Inflammatory mediators may play an important role in the development of uveitis, such as T helper 1 (TH1) cytokines, T helper 2 (TH2) cytokines, anti- and pro-inflammatory mediators. The TH1 cytokines are mainly responsible for the immune response against intracellular bacteria and protozoa, including IFN-γ, TNF-α, IL-2, IL-7, IL-8 and IL-12. The TH2 cytokines including IL-4, IL-5, IL-6, IL-10 and IL-13. The Th1 cells mainly mediate cellular immunity, activate macrophages to kill intracellular pathogens (including viruses and bacteria), and play an important role in immune regulation in the induction of organ-specific autoimmune diseases and anti-infective immunity. The Th2 cells are mainly involved in humoral immunity, resisting extracellular pathogens (such as parasites). As indictated in a previous report, Posner–Schlossman Syndrome (PSS) is a common misdiagnosis for FUS, and only on the basis of clinical findings, the confirmed diagnosis of FUS was often delayed (mean delay is 4.6 years). Recently, with the help of an analysis of levels of cytokine levels in the aqueous humor, Pohlmann D et al. found that PSS patients showed a stronger and more active ocular inflammatory response, than FUS patients, IL-2, IL-4, IL-5, IL-6, IFN-γ and TNF-α were significantly higher in FUS and Posner-Schlossman-Syndrome patients compared to controls. Sijssens et al. found that high IL-10 levels are associated with active infectious uveitis are considered to be important in early stage of infection. High IL-6 levels induce an increase in intraocular inflammation, as seen in idiopathic uveitis and in ocular infection such as toxoplasmosis gondii.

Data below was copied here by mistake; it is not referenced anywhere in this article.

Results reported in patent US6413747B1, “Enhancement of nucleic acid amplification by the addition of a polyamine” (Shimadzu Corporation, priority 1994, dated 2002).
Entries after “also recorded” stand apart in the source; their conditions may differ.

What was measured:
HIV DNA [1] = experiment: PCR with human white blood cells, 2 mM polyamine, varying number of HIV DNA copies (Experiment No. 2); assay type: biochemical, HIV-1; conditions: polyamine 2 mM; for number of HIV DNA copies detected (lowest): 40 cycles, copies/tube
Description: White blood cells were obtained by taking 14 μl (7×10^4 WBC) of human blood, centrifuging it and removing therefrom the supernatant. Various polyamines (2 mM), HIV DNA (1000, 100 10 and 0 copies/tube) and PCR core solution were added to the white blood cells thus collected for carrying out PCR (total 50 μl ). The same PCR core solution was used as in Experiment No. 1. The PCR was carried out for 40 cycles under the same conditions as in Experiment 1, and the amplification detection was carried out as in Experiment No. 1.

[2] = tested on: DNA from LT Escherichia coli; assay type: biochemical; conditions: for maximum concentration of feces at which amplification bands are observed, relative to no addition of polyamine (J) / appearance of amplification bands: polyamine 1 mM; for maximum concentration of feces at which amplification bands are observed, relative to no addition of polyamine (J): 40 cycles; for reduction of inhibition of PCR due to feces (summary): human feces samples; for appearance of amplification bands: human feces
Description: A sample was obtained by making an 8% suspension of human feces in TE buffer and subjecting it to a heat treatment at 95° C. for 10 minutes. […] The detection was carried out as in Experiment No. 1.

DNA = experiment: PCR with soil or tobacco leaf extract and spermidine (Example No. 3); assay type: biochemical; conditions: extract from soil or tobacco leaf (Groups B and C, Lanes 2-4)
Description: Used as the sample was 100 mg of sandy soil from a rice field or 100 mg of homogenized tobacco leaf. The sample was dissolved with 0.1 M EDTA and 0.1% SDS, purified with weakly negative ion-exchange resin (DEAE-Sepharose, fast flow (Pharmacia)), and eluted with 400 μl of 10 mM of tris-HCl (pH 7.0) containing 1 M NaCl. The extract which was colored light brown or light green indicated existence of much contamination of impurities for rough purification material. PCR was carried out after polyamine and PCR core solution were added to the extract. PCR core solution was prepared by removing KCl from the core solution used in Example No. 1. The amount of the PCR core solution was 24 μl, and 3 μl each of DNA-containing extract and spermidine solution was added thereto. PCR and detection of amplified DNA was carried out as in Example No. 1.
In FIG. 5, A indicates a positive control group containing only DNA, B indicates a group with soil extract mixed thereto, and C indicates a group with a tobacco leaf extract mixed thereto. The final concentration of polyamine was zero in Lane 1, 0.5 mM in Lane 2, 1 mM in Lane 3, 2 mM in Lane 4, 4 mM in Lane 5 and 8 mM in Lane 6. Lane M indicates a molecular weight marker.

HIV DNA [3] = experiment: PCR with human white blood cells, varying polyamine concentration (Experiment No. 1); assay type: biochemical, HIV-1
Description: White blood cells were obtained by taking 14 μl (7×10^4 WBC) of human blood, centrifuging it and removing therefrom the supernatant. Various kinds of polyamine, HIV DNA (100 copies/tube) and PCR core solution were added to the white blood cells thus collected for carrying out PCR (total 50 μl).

FUS is an unilateral chronic recurrent non-granulomatous uveitis syndrome accounts for 2 ~ 11% of all uveitis. There are also some studies that explore the changes in inflammatory factors in FUS patients. Pohlmann found that IL-2, IL-4, IL-5 and IL-6 were significantly higher in FUS patients compared to controls, but the level of IL-8 and IL-10 were not different. In our study, we tried to detect differences in inflammatory factors, mainly IL-6, IL-8 and IL-10, in FUS patients compared with normal eyes. We detected significantly increased levels of immune mediators (IL-6, IL-8 and IL-10) in FUS patients. High IL-10 levels are mainly associated with active infectious uveitis and are considered to be important in early stages of infection. In FUS patients, increased levels of IL-10 are assumed to imply a distinctively acute inflammation triggered by RV. Our study also found an increase in the level of IL-6, which can stimulate the proliferation, differentiation and function of cells involved in immune responses and play an important role in anti-infective immune response. We also found high IL-8 levels in FUS patients, suggesting that RV induces IL-8 production and increases the gene expression of receptor of IL-8 in fibroblast cell lines. Interleukin-8 is a cytokine secreted by TH1 cells, which mainly mediate the production of immune antibodies related to the organism’s local inflammatory reaction and participate in cellular immunity and delayed hypersensitivity inflammation. IL-8 may act as a marker for inflammation in the aqueous humor in FUS. Because IL-6, IL-10 and IL-8 are expressed simultaneously, we suggest that IL-6, IL-10 and IL-8 control the migration and infiltration of monocytes/macrophages during inflammation and contribute to the viral response in FUS.